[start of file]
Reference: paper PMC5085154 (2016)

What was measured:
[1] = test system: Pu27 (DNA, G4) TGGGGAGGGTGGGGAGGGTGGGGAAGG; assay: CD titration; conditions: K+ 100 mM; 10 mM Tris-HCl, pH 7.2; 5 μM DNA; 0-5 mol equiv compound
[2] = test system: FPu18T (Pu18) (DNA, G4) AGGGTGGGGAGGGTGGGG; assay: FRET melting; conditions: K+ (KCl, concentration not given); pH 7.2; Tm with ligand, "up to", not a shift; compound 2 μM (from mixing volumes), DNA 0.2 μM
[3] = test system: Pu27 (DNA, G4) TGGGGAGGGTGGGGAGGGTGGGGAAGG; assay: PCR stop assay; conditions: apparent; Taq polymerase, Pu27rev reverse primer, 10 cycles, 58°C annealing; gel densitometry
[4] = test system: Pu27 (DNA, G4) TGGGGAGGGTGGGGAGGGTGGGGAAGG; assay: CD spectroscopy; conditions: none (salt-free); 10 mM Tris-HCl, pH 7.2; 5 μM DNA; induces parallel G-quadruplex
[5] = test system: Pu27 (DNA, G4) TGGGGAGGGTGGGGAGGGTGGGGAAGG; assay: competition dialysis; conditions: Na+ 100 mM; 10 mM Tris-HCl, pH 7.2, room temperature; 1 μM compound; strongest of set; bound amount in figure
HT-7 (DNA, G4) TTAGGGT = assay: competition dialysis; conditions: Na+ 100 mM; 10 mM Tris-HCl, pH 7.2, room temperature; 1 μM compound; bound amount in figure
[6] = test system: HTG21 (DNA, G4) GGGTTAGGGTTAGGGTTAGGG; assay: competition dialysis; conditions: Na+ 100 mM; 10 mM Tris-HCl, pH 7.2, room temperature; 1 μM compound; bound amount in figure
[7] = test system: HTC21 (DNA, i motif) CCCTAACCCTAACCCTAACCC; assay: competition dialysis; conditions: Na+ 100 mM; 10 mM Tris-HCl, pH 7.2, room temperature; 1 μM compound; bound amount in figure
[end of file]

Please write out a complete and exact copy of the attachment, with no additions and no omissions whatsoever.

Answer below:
Reference: paper PMC5085154 (2016)

What was measured:
[1] = test system: Pu27 (DNA, G4) TGGGGAGGGTGGGGAGGGTGGGGAAGG; assay: CD titration; conditions: K+ 100 mM; 10 mM Tris-HCl, pH 7.2; 5 μM DNA; 0-5 mol equiv compound
[2] = test system: FPu18T (Pu18) (DNA, G4) AGGGTGGGGAGGGTGGGG; assay: FRET melting; conditions: K+ (KCl, concentration not given); pH 7.2; Tm with ligand, "up to", not a shift; compound 2 μM (from mixing volumes), DNA 0.2 μM
[3] = test system: Pu27 (DNA, G4) TGGGGAGGGTGGGGAGGGTGGGGAAGG; assay: PCR stop assay; conditions: apparent; Taq polymerase, Pu27rev reverse primer, 10 cycles, 58°C annealing; gel densitometry
[4] = test system: Pu27 (DNA, G4) TGGGGAGGGTGGGGAGGGTGGGGAAGG; assay: CD spectroscopy; conditions: none (salt-free); 10 mM Tris-HCl, pH 7.2; 5 μM DNA; induces parallel G-quadruplex
[5] = test system: Pu27 (DNA, G4) TGGGGAGGGTGGGGAGGGTGGGGAAGG; assay: competition dialysis; conditions: Na+ 100 mM; 10 mM Tris-HCl, pH 7.2, room temperature; 1 μM compound; strongest of set; bound amount in figure
HT-7 (DNA, G4) TTAGGGT = assay: competition dialysis; conditions: Na+ 100 mM; 10 mM Tris-HCl, pH 7.2, room temperature; 1 μM compound; bound amount in figure
[6] = test system: HTG21 (DNA, G4) GGGTTAGGGTTAGGGTTAGGG; assay: competition dialysis; conditions: Na+ 100 mM; 10 mM Tris-HCl, pH 7.2, room temperature; 1 μM compound; bound amount in figure
[7] = test system: HTC21 (DNA, i motif) CCCTAACCCTAACCCTAACCC; assay: competition dialysis; conditions: Na+ 100 mM; 10 mM Tris-HCl, pH 7.2, room temperature; 1 μM compound; bound amount in figure